Not from me, goodness knows. From a very interesting site with info on Celtic tunes.
It was in the repertoire of the man whom O’Neill calls the “last of the great Irish harpers,” Patrick Byrne (c. 1784-1863). O’Neill never heard Byrne play, but an account of a Byrne concert which appeared in The Emerald of New York in 1870 caught his eye. Byrne played for an assemblage in the household of a Dublin gentleman in 1860, and O’Neill quotes from the article:
Byrne’s command of the harp was complete, the writer tells us. His
touch was singularly delicate yet equally firm. He could make the
strings whisper like the sigh of the rising wind on a summer eve,
or clang with a martial fierceness that made your pulses beat quicker.
After quaffing a generous tumbler of punch, he would say, “Now,
ladies and gentlemen, I am going to play you the celebrated march
of the great King Brian to the field of Clontarf, when he gave the
Danes such a drubbing. The Irish army is far off, but if you listen
Attentively you will hear the faint sound of their music.” Then his
fingers would wander over the upper range of strings with so delicate
a touch that you might fancy it was fairy music heard from a distance.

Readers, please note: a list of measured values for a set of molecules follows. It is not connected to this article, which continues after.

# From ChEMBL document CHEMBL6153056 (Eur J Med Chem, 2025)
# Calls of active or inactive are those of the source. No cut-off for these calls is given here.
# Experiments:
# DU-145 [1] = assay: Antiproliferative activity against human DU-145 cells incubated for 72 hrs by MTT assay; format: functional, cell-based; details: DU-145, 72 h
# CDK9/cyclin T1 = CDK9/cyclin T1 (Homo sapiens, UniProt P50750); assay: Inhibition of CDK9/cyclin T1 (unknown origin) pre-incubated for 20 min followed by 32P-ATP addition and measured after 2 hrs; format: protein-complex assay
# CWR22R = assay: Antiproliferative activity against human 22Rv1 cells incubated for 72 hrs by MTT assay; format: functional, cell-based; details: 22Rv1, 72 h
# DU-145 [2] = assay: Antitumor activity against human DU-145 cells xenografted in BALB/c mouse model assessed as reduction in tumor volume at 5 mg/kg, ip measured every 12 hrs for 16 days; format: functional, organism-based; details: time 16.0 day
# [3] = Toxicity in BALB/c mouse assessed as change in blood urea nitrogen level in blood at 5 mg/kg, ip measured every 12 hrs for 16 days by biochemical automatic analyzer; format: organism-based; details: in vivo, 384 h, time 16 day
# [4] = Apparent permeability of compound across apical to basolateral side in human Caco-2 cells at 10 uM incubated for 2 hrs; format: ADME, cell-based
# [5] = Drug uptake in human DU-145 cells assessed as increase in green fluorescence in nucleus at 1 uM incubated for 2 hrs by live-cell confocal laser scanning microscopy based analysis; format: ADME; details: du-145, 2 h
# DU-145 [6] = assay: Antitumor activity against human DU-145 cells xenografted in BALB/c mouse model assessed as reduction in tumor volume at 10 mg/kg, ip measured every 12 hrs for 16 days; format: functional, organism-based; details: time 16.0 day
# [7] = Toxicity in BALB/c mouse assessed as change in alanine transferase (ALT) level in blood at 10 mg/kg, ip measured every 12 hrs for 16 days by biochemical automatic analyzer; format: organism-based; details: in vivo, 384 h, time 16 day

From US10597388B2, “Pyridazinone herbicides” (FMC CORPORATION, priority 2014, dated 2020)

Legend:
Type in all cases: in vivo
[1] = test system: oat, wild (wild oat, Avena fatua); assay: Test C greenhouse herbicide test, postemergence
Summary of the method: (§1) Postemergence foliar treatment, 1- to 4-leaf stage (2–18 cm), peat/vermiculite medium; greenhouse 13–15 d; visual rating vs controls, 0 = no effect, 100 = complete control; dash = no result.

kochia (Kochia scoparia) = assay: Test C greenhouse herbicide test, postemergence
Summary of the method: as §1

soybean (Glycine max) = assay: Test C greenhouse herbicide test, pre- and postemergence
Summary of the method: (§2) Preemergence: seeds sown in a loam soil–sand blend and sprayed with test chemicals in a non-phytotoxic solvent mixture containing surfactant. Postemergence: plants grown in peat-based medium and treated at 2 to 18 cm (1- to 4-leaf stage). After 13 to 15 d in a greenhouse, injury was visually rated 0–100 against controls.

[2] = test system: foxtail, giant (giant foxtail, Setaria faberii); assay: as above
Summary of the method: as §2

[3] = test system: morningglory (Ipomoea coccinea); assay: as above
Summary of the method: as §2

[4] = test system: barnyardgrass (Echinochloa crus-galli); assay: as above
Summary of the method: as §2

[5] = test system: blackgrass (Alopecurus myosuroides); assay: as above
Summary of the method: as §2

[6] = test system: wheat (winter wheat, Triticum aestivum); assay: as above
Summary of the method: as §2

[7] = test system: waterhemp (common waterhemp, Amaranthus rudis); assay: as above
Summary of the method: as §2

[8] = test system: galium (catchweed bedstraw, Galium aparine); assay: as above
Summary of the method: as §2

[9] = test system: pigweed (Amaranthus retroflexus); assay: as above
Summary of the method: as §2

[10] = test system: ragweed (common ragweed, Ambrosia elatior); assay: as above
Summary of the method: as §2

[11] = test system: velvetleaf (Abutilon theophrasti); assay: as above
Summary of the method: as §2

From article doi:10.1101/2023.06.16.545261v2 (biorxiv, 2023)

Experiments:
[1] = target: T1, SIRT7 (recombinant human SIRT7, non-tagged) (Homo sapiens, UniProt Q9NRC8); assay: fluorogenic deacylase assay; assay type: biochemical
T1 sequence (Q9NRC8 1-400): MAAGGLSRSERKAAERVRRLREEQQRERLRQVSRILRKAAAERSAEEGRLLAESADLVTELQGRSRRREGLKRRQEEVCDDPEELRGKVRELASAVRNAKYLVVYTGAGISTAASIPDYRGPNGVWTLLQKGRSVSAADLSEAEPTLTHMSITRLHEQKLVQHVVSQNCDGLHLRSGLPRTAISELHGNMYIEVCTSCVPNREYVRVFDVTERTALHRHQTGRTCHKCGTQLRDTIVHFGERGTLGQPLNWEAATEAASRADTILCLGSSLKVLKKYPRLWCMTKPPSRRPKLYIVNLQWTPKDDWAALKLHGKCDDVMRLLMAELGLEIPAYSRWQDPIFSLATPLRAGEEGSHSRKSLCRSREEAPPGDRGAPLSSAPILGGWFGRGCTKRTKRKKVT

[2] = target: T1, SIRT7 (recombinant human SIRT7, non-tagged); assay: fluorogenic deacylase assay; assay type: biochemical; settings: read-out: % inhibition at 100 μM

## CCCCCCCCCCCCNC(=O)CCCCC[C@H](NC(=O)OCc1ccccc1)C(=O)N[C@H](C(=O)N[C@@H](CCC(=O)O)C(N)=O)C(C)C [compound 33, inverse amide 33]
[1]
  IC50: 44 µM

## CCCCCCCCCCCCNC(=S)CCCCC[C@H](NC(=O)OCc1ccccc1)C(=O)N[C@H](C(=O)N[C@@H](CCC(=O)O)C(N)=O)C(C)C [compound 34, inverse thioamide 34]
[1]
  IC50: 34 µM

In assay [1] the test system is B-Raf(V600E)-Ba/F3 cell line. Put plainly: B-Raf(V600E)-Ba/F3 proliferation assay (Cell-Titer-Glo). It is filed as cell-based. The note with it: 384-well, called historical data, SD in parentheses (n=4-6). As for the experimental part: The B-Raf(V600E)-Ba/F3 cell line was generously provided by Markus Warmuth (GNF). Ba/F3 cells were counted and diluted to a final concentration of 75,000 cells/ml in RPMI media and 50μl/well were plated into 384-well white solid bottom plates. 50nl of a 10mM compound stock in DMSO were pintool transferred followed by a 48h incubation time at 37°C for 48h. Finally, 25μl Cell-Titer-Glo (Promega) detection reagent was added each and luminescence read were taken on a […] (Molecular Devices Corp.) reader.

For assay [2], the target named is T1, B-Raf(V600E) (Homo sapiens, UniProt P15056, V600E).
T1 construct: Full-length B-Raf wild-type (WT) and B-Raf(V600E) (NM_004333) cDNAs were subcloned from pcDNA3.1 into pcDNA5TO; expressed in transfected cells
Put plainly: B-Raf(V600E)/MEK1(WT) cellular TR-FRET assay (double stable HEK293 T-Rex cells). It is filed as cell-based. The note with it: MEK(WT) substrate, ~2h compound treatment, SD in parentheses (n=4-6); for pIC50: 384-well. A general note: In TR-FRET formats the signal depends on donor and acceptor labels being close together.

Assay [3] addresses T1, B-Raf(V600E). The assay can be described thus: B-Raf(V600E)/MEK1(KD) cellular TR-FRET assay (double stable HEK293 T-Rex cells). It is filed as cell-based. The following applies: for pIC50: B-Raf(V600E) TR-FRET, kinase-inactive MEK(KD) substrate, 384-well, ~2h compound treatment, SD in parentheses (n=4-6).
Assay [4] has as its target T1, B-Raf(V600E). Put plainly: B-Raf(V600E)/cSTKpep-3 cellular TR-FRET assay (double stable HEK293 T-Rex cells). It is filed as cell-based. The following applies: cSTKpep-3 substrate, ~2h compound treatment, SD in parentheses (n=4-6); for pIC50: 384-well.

Anything more fine, more soft and delicate than this performance, it is
impossible to conceive. “They are coming nearer!” And the sound
increased in volume. “Now here they are!” And the music rolled
loud and full. Thus the march went on; the fingers of the minstrel’s
right hand wandering farther down the bass range. You find it hard
to keep your feet quiet, and feel inclined to take part in the march
music assumes a merry, lightsome character, as if it were played for
dancers. “Rejoicing for the victory!” But this abruptly ceases; there
is another shriek and dischord, jangling and confusion in the upper
bass stings. The harper explains as usual, “They have found the old
King murdered in his tent.” Then the air becomes much slower and
singularly plaintive. “Mourning for Brian’s death.” There is a firmer
and louder touch now, with occasional plaintive effects with the left
hand. “They are marching now with the brave old King’s body to
Drogheda.” The music now assumes a slow and steady tone, the tone
is lowered, and grows momentarily louder and louder, till finally it
dies away…And all these marvellous effects are produced upon what
is used as a simple dance tune in the south of Ireland (pgs. 81-82).
If you know the tune, you can almost hear how it could be done.